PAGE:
Red Tart Cherry Wine
So today I have pitched yeast (Lalvin 71b-1122) into cherry juice to make my first wine and I have a few questions for our members.
The juice I used I got from Trader Joe's- it's red tart cherry juice, not from concentrate, 100% cherry juice, no preservatives.
I was wondering about the nutrition of cherry juice for yeast. Is there a need to add any nutrients for cherry wine? I have some Wyeast that is called "beer yeast nutrient." Now, this is saccharomyces cerevisiae I am using for this wine here, so I am assuming the "beer yeast nutrient" would be okay, is that safe to assume?
Also, I was wondering how fermentable cherry juice is. I did not add anything to the juice other than the yeast, and afterword I took a gravity reading on an extra bottle I bought and was surprised by the seemingly low gravity of it at 1.040. I know for apple juice the FG can dip below 1.000, is this true for cherry juice? Even if it does, the abv would come out on the low side, I would really like this to finish at at least ~11% or so, but ideally 13% would be nice.
So it seems I should add some extra sugar. Since the juice was very tart to begin with, I do plan on back-sweetening the finished product.
I used 2.75 gallons of juice. Could anyone recommend to me how much sugar I should add to achieve at least 11% abv for my finished product?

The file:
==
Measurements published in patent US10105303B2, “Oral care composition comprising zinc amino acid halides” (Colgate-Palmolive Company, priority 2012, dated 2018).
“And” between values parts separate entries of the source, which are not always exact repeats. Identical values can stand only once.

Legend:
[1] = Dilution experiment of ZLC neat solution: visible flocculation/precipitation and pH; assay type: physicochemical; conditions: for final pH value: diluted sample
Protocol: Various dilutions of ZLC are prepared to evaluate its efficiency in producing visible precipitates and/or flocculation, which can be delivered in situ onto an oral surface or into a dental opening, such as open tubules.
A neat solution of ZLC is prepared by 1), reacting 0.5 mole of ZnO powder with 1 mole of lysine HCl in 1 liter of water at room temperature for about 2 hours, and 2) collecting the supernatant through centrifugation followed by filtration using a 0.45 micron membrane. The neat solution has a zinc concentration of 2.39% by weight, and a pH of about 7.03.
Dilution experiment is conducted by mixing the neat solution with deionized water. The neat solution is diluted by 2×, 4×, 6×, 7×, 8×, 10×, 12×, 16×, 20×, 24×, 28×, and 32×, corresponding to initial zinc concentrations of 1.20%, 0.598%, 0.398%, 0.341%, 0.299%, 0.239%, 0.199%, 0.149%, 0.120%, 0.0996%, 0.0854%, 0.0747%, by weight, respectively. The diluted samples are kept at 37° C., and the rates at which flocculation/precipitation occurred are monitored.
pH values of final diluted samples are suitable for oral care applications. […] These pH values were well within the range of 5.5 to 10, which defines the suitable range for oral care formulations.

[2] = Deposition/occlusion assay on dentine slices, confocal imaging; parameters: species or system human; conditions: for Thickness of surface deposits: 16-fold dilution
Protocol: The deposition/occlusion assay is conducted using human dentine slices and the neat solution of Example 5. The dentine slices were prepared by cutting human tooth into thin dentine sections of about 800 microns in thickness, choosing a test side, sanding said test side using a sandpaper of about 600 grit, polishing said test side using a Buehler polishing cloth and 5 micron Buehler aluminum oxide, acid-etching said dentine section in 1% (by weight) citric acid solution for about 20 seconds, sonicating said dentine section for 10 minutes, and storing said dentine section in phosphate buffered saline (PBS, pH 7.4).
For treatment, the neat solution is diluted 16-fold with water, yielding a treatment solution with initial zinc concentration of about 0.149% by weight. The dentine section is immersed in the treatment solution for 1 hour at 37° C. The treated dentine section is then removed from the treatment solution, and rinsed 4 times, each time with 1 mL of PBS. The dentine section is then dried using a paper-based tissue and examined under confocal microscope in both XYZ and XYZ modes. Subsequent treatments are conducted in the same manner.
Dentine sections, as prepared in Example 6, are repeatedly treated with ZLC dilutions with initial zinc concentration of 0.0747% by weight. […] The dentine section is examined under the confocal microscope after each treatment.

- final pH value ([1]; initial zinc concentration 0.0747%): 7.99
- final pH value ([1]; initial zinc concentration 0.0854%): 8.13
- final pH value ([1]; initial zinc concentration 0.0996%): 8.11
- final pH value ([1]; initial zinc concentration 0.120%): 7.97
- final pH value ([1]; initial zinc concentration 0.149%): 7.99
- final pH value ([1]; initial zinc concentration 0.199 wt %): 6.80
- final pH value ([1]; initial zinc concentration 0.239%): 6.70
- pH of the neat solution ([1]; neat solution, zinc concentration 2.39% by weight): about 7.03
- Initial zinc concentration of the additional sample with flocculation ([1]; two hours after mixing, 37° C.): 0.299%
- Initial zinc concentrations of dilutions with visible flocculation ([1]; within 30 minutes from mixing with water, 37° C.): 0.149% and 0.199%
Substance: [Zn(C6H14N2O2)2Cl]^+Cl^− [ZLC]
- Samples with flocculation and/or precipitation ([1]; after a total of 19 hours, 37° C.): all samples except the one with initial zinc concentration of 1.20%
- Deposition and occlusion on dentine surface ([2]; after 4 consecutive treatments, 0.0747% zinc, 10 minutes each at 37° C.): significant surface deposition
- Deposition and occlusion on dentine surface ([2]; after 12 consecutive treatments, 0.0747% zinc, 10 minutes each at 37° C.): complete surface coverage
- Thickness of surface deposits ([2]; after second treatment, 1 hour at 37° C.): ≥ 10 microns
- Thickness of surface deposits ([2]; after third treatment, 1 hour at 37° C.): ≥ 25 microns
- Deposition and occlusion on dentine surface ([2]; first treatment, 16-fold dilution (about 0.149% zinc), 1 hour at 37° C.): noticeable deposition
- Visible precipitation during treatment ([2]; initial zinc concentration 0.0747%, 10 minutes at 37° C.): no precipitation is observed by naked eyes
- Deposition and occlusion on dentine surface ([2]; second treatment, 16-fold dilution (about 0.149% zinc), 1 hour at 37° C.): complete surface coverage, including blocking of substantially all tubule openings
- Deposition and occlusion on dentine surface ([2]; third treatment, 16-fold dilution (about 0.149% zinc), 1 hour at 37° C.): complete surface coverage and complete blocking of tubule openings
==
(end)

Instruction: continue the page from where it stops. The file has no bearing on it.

Thanks so much! I hope I didn't do anything to drastically wrong here... :tank:
to get right around 12% you need your starting SG reading at 70 degrees to be 1.090 and let it ferment to 1.000
You need to pull a sample, known size, say a cup into your beaker. Once you do so take the sg reeding, start adding sugar by the teaspoon full till it hits 1.090
So if it took lets say 5 teaspons in a cup to hit 1.090 and theres 16 cups in a gallon
you would need 80 teaspoons in a gallon or 400 teaspoons in 5 gallons.
Theres 48 teaspoons in 1 cup
400/48 = 8 1/3 cups of sugar in five gallons
80/48 = 1 2/3 cups of sugar in a gallon
NOW... those are not the actual numbers you need, you will need to do your own sample, find what it takes and do your own math.
Cool, makes sense- thanks!
I did end up adding a bit of nutrient as well.
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